Project Number: 8072-42000-076-00-D
Project Type: In-House Appropriated
Start Date: Jan 4, 2016
End Date: Jan 3, 2021
1: Molecular identification and characterization of the genetic factors that influence biofilm formation by Shiga toxin-producing Escherichia coli (STECs). 1.1 Genomic, transcriptomic, and molecular analyses to identify novel genetic factors and regulatory mechanisms for biofilm formation in STEC. 2: Examination of the influence of extrinsic (biotic and abiotic) and intrinsic factors on biofilm formation by STECs. 2.1 Microbiological properties and comparative transcriptomic analyses of serotype O157:H7 biofilms on abiotic and biotic surfaces, and in various environmental conditions. 2.2 Evaluation of the roles and interactions of various plasmids (conjugative or mobilizable) carried by mixed-biofilm partners (intrinsic factors). 2.3 Mixed culture biofilm of STEC with beef-associated biofilm-forming flora. 3: Qualitative and quantitative characterization of microbial communities associated with beef, and how the various populations influence the presence of STECs. 3.1 16S rDNA-targeted metagenomic studies of microbiomes on ground and intact beef. 3.2 16S rDNA-targeted metagonomic studies of microbiomes associated with beef slaughter facilities (and their correlation with the presence of STEC). 3.3 16S rDNA-targeted metagonomics studies of biofilm forming bacteria associated with beef and beef slaughter facilities. 3.4 Quantitative computational analyses of microbiomes by whole-genome metagenomics.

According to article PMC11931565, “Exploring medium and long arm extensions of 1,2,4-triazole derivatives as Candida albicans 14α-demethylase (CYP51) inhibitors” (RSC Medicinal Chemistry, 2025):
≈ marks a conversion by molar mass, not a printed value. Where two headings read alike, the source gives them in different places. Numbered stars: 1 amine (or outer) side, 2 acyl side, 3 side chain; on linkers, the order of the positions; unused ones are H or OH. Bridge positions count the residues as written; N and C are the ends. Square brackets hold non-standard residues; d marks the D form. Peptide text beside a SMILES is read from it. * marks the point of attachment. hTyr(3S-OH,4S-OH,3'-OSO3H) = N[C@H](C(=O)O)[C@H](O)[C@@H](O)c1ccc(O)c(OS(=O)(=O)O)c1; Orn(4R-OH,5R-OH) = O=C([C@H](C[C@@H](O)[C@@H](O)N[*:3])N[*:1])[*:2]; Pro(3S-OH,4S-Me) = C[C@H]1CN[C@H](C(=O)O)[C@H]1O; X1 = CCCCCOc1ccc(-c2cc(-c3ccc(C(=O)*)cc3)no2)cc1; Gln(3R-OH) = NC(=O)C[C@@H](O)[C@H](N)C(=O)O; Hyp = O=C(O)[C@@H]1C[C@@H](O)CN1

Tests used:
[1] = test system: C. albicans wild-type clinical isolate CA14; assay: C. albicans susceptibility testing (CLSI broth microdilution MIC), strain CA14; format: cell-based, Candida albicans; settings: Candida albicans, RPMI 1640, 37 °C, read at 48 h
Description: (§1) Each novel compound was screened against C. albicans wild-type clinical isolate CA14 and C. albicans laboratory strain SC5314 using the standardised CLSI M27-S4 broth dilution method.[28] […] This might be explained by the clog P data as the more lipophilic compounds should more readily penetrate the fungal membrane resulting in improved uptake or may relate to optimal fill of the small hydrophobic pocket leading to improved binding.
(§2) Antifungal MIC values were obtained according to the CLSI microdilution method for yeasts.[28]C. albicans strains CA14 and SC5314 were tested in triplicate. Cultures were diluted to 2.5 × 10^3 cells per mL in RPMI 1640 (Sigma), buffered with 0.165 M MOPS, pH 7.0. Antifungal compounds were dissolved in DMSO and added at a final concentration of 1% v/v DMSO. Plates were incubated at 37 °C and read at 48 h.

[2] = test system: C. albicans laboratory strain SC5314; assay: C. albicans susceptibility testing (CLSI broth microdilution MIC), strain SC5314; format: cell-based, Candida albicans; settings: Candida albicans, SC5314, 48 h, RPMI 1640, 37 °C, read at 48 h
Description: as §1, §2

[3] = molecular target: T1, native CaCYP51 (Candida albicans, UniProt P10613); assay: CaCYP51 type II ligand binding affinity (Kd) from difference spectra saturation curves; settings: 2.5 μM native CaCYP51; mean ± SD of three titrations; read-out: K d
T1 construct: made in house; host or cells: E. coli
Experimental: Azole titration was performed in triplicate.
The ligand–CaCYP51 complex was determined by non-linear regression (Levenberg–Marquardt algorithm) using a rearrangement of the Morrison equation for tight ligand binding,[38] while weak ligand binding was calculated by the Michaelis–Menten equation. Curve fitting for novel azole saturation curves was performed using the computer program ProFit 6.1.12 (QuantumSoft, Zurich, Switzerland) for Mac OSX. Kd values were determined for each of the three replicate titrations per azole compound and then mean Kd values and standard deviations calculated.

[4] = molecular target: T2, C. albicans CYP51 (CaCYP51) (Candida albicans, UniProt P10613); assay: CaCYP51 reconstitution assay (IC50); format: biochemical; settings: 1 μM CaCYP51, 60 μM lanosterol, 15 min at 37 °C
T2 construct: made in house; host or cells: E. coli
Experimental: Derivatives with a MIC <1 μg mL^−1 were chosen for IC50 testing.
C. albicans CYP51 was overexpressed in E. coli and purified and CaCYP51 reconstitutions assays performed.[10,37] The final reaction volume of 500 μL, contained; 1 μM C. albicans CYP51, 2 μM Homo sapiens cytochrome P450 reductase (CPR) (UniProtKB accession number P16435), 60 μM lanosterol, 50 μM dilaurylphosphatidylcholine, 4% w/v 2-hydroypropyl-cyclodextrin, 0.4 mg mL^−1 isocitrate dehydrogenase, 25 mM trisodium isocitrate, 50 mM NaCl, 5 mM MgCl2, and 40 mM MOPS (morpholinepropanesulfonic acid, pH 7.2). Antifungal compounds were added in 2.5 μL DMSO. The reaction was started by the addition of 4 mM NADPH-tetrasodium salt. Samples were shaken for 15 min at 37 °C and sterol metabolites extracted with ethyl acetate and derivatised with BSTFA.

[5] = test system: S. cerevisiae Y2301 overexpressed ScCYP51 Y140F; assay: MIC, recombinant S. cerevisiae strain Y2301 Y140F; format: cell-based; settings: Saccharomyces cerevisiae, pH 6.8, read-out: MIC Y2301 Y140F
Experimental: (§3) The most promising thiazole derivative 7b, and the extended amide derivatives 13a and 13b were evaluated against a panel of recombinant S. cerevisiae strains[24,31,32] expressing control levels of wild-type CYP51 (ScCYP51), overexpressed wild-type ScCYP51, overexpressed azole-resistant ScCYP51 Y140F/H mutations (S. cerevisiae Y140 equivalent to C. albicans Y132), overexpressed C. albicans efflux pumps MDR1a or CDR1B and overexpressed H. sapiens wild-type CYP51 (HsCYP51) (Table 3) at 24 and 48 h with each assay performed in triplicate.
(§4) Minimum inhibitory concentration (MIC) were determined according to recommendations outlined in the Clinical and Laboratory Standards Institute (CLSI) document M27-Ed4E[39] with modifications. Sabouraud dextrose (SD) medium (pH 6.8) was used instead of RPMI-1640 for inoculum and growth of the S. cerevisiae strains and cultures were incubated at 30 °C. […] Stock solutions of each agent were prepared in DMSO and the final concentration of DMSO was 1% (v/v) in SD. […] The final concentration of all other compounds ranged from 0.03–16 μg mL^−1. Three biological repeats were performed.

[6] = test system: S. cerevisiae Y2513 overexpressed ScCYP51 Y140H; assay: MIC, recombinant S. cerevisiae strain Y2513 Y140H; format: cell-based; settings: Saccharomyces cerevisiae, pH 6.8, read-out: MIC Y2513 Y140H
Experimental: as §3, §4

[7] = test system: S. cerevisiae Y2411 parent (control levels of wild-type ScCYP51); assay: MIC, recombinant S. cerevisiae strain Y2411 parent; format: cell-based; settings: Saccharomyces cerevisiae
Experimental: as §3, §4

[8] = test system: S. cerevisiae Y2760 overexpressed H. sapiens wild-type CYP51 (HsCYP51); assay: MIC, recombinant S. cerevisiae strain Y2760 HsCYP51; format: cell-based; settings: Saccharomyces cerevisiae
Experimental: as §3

Microbes rarely exist in the environment as a monoculture but in complex microbial communities that are often attached to solid surfaces. The association of pathogenic bacteria within these biofilm communities is known to lead to their persistence in food processing environments, ultimately resulting in the contamination of foods and foodborne illness. The goal of this research project is to better understand microbial communities and community structures by which Shiga toxin-producing Escherichia coli (STEC) persist in beef and result in human illness by 1) determining the unique mechanisms of biofilm formation in STEC; 2) evaluating the role of antibiotic resistance in biofilm formation and persistence; 3) determining the composition of microbial communities in beef and beef processing facilities; 4) testing for a correlation between community composition and the presence of STEC; 5) determining the presence of biofilm forming bacteria in beef and beef processing facilities; and 6) testing if biofilm-forming flora from beef and beef processing facilities can contribute to the association and persistence of STEC with mixed biofilms.